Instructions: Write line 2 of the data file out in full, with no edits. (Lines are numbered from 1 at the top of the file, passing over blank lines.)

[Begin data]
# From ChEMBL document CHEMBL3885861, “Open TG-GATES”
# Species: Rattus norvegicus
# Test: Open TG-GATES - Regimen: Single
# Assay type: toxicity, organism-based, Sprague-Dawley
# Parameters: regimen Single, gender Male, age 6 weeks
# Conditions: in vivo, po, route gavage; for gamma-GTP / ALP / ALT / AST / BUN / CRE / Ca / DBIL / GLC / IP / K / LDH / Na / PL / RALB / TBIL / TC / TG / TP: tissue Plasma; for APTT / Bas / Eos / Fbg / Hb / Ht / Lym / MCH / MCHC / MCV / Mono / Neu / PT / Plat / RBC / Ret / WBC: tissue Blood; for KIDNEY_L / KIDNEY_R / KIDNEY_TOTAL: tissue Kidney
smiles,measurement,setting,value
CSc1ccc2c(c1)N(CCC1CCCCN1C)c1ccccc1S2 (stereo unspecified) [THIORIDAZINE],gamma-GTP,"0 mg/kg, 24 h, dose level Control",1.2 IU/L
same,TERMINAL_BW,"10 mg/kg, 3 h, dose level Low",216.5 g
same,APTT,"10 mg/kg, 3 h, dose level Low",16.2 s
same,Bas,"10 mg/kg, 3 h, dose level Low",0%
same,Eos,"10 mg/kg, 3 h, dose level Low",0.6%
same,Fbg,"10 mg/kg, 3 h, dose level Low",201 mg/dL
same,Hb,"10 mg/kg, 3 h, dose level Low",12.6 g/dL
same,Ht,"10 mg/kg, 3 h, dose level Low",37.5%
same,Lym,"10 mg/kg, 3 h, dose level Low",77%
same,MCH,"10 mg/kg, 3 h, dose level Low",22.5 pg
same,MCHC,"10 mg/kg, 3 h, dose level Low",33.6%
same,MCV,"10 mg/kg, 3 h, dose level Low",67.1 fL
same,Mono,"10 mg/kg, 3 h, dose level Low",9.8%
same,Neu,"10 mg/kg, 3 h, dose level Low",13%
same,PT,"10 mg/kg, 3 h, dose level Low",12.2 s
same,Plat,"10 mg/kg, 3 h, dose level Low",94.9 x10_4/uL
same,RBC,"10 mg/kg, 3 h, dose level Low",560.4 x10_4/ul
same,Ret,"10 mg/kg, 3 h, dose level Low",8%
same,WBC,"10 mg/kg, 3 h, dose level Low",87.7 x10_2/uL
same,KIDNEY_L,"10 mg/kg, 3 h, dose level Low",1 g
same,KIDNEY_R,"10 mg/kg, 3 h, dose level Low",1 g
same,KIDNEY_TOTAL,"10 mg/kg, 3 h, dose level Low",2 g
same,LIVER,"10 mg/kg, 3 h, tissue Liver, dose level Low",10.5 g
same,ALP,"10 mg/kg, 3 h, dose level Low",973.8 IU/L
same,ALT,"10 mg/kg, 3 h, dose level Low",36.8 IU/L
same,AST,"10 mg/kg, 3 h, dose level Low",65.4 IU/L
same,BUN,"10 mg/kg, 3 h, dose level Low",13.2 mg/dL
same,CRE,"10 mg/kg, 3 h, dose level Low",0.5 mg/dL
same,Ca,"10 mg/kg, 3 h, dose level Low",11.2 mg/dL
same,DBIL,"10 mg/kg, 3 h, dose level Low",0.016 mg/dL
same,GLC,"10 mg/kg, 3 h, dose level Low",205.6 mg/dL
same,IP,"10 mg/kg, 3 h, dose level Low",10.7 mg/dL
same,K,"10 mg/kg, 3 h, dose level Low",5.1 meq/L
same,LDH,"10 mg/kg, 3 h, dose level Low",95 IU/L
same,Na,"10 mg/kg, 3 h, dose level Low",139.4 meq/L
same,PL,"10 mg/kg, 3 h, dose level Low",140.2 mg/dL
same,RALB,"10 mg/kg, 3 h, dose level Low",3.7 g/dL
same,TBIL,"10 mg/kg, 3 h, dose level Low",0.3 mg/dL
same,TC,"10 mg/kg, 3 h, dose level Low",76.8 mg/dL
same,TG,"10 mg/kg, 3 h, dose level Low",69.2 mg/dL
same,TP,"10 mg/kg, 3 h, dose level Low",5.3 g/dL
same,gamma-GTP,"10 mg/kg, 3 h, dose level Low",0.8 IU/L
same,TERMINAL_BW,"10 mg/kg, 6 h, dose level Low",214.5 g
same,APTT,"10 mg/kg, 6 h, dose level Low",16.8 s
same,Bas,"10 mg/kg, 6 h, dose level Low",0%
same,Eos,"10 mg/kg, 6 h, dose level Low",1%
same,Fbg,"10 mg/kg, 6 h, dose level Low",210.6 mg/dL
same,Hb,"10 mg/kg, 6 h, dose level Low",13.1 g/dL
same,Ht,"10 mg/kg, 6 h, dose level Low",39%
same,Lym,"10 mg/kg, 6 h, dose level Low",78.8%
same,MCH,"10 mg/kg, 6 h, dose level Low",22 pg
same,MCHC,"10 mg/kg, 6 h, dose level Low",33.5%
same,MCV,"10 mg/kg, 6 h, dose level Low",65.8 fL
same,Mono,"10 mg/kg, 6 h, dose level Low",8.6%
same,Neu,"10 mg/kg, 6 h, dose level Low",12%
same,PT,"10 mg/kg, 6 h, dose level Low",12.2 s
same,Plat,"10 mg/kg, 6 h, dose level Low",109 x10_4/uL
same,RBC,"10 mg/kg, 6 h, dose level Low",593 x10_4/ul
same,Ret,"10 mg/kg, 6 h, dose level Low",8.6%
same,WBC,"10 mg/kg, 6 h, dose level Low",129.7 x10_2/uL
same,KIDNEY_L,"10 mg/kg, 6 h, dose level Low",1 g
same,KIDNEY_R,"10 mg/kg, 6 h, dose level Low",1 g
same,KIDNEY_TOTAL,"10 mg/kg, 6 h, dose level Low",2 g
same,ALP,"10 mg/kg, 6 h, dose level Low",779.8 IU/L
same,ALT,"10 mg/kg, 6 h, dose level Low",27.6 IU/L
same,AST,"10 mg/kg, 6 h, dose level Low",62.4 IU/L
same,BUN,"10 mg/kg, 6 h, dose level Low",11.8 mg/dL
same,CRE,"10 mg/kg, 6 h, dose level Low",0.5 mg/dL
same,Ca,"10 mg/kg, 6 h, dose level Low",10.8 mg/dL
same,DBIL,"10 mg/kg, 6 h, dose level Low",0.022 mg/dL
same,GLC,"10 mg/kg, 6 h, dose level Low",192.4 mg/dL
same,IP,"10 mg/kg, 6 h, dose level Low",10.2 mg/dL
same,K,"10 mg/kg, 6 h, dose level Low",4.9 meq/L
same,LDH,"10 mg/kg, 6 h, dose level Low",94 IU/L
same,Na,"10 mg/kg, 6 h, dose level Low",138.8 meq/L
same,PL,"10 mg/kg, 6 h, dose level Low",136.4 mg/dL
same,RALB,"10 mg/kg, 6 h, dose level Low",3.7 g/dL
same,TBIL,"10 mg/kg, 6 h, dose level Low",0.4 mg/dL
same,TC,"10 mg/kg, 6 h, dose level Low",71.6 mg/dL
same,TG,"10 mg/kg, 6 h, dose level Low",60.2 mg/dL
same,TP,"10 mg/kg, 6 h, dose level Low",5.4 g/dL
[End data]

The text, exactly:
# Species: Rattus norvegicus